Effectiveness of Nurse Based Motivational Interviewing for smoking cessation in high risk cardiovascular outpatients: a randomized trial.
until further notice
SourceEuropean Journal of Cardiovascular Nursing, 10, 3, (2011), pp. 174-179
1 september 2011
Article / Letter to editor
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SW OZ BSI KLP
European Journal of Cardiovascular Nursing
SubjectNCEBP 4: Quality of hospital and integrated care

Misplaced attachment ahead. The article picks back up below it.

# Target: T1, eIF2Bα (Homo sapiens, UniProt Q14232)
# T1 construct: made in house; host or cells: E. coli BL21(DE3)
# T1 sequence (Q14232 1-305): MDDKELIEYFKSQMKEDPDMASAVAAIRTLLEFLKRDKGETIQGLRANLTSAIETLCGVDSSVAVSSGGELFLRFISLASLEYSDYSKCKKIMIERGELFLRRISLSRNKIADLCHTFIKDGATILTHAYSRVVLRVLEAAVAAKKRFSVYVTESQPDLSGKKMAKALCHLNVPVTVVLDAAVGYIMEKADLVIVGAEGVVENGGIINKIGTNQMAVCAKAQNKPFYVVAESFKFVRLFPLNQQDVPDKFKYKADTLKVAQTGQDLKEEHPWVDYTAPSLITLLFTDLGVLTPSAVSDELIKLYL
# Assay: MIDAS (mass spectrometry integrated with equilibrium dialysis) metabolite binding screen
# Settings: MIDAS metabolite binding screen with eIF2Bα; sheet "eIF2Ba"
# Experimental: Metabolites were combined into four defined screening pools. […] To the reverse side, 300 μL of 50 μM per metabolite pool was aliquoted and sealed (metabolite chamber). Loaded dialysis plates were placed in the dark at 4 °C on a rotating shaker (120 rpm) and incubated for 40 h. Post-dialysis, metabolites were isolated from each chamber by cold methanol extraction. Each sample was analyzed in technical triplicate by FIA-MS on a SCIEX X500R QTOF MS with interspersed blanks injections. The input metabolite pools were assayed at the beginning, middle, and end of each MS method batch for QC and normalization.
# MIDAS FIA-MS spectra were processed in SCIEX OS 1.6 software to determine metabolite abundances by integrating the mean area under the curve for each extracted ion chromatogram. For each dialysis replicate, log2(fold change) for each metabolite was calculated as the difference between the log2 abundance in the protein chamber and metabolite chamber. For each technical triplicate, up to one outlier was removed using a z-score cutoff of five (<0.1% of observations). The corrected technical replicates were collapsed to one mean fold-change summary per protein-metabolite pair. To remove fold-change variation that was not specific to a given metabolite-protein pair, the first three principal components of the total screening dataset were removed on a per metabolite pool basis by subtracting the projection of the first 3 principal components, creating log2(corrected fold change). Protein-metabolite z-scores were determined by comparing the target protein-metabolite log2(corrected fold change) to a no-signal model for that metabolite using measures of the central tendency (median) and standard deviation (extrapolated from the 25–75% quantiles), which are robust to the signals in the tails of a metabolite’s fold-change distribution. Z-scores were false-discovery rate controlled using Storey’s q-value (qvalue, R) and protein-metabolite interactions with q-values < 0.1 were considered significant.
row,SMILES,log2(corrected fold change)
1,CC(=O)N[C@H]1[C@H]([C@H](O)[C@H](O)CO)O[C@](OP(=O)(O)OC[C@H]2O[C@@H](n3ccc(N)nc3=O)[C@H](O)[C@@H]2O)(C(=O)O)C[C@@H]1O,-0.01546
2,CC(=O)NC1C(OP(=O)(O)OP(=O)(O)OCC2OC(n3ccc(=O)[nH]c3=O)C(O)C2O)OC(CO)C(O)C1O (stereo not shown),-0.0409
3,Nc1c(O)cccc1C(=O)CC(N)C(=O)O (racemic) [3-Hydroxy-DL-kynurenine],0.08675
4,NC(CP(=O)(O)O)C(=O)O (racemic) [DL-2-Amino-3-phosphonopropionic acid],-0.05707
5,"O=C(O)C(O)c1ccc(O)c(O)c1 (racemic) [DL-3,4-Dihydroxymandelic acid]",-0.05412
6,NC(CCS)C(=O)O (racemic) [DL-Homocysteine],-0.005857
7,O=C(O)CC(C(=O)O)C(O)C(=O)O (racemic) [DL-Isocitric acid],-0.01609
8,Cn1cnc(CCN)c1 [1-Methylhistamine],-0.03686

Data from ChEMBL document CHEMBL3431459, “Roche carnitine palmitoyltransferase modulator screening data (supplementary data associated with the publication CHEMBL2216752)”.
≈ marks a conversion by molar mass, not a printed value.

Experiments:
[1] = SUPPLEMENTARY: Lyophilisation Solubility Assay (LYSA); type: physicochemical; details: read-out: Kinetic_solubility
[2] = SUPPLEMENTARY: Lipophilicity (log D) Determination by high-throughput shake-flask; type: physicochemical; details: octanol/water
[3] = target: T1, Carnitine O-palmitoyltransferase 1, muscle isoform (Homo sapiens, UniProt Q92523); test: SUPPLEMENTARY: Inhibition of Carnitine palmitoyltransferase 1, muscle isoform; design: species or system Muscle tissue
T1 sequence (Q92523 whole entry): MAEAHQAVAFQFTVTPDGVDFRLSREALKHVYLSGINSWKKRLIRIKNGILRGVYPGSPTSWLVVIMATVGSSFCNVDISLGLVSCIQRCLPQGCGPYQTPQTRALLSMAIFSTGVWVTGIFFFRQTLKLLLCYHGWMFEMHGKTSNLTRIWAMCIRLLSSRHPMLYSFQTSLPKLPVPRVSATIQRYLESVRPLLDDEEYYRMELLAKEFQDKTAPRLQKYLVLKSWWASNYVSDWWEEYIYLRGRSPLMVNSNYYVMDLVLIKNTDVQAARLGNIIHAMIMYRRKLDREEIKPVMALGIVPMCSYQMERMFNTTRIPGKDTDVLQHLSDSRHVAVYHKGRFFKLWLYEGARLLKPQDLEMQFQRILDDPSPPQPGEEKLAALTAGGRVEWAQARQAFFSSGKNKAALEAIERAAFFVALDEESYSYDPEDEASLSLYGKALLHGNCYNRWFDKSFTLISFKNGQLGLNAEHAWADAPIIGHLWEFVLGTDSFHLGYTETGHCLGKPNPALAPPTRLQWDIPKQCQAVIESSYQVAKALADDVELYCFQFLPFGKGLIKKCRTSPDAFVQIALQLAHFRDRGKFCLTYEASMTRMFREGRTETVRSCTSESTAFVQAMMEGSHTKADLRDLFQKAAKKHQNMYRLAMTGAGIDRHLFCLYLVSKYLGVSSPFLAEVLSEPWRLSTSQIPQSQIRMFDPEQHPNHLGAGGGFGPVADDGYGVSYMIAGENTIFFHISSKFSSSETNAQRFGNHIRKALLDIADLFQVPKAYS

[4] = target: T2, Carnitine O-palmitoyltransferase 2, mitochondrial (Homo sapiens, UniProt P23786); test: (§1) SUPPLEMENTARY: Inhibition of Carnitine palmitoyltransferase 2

OBJECTIVE: To evaluate the feasibility and effectiveness of Nurse Based Motivational Interviewing (NBMI) on top of a routine patient based Lifestyle Inventory with Feedback (LIFE) in a cardiovascular outpatient secondary prevention setting. METHODS: All current smokers (n=112), identified in 619 successive patients with cardiovascular disease, were randomized for either care as usual (LIFE), or LIFE plus NBMI (intervention group). Cumulative time investment was recorded. RESULTS: After 3 months of follow-up, the abstinence rate in the control group was 7%, and another 15% diminished the number of cigarettes, whereas 26% of intervention patients quit smoking (p<0.017) and another 31% diminished smoking. On average, each completed motivational interviewing session took 63.5 min. Per quitter, time investment was 3.8 h and NNT appeared 5.9. CONCLUSION: NBMI strategy on top of routinely administrated lifestyle self evaluation with professional feedback, significantly increases smoking cessation in an outpatient secondary prevention setting. Although cost effectiveness needs to be addressed, time investment per quitter in this approach appears low.
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